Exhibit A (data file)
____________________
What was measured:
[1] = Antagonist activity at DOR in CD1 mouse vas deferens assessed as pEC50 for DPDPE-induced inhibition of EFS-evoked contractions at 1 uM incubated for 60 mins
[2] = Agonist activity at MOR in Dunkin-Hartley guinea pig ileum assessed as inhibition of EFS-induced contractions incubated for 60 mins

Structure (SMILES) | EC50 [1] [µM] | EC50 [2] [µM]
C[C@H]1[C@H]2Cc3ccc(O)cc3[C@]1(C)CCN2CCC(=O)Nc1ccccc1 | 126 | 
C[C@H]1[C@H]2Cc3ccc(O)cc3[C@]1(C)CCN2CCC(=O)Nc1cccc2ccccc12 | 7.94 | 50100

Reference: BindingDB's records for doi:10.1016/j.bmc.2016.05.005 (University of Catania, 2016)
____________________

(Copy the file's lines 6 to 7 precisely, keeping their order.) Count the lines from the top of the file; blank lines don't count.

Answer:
C[C@H]1[C@H]2Cc3ccc(O)cc3[C@]1(C)CCN2CCC(=O)Nc1cccc2ccccc12 | 7.94 | 50100

Reference: BindingDB's records for doi:10.1016/j.bmc.2016.05.005 (University of Catania, 2016)